But more than that, these relationships shape our personal identities right from the moment we are born. That’s why, we find ourselves constantly reaching out to people through the phone, e-mail or social media. In fact, a study conducted by researchers in three Mexican towns found that social connectedness can influence the physical and mental health of an individual and a community at large.
Social connections, both online and offline, help provide the confidence you need to become better at what you do. Whether it’s spending time with people who believe in your potential as a content creator, or seeking out a community of creators online, it’s always important to set aside time for building relationships.
This will pay off in the long run, especially if you’re a content creator, as you’ll eventually find yourself in a better position to define your niche audience – or the people you want to create content for. You’ll also have a better idea of the type of content that will work for this audience – informational, educational or entertaining.
Once you’ve figured this out, you should go a step further and take out time to engage with your online audience (much like your real-life connections) either through question-based posts, polls, quizzes, tags, shares, etc. Remember, every social media post you come across is ultimately geared towards fulfilling this need – from the food pictures you scroll past on your newsfeed to the music being shared online – everything is designed to build and connect with a community of like-minded individuals.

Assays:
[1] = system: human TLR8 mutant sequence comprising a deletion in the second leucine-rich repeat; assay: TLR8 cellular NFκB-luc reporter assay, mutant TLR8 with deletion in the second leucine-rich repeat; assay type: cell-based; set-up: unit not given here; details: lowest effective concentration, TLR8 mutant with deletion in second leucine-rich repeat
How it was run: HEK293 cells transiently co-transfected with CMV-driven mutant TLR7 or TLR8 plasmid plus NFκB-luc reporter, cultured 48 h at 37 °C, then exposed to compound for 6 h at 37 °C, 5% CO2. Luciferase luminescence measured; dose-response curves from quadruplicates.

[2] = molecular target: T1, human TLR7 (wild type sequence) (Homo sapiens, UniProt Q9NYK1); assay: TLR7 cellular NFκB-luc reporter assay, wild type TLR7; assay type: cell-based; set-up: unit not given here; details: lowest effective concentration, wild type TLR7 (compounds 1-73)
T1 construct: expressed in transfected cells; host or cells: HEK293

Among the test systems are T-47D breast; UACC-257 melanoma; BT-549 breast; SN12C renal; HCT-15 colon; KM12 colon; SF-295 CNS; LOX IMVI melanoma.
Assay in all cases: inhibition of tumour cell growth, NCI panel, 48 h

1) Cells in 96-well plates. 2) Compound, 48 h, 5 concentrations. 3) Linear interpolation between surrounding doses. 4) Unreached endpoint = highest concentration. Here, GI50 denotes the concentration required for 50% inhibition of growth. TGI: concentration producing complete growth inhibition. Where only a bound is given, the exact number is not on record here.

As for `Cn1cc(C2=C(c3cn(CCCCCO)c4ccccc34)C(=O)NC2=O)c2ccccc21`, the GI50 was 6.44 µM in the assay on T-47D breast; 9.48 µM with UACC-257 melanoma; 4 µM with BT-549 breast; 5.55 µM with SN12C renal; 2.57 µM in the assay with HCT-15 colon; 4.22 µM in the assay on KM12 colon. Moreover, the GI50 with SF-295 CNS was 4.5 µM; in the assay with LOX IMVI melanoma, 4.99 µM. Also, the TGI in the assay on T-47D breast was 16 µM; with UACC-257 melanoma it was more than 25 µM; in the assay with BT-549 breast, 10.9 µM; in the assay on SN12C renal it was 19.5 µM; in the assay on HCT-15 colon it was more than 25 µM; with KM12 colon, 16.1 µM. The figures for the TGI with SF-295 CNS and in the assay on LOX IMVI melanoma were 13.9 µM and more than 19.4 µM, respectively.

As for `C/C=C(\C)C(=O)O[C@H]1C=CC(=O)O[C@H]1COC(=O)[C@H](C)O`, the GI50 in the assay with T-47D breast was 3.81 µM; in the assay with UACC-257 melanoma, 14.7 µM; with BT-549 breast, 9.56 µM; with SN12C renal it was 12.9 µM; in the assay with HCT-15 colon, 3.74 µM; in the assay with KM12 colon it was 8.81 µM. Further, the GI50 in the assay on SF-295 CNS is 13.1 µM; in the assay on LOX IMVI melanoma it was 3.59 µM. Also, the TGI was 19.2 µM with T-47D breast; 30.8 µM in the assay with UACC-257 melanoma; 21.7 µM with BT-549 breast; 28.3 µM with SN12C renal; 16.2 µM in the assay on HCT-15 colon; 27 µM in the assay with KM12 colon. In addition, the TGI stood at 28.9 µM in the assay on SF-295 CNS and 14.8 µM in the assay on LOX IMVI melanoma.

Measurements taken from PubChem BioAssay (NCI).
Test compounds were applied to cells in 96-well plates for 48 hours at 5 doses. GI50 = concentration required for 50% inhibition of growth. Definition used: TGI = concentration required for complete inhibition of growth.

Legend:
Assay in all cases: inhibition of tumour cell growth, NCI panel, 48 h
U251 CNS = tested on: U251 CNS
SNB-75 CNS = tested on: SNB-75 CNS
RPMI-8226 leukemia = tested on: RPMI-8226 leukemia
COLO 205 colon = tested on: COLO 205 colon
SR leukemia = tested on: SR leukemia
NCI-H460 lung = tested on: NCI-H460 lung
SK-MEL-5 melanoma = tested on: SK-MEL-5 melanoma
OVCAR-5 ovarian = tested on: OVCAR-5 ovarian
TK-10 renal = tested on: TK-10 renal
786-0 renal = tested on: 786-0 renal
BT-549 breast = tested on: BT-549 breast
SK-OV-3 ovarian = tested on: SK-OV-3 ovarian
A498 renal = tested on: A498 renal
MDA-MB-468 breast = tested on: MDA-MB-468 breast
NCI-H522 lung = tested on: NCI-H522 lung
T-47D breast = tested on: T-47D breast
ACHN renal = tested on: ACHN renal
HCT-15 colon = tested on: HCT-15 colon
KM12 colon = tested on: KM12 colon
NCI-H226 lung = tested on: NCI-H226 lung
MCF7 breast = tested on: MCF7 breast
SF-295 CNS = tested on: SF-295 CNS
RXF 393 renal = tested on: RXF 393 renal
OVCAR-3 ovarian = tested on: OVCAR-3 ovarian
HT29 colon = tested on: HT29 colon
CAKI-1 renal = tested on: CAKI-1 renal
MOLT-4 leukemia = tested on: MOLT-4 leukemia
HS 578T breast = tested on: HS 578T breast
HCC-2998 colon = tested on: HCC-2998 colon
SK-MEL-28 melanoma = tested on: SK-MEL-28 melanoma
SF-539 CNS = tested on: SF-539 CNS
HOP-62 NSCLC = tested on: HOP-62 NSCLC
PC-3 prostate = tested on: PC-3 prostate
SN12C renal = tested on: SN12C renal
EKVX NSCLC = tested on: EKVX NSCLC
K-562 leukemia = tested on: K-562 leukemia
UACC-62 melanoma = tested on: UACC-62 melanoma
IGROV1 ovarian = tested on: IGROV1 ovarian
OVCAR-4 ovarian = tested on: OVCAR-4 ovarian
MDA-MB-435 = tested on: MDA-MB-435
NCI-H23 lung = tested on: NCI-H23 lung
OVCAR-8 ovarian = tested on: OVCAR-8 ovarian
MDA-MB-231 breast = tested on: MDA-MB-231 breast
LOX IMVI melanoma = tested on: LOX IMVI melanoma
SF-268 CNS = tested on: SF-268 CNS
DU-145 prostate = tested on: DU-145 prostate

In the second highest level of Maslow’s pyramid, an individual has the desire to feel good about themselves. This category of needs is related to feelings of self-confidence, self-respect and self-esteem. According to Maslow, esteem is usually of two types – one is based on respect from others and the other is based on how you assess yourself.
Social media platforms seem to have leveraged this need skillfully with most creators proudly displaying their number of followers or likes from time to time. Besides adding a sense of accomplishment, these also serve as a direct indicator of your success as a creator.
But here’s where it gets tricky – increased use of social media is also linked to higher levels of loneliness, anxiety and stress. That means, pretty much like anything else in life, it can act like a double-edged sword especially as your content begins to reach billions of people worldwide.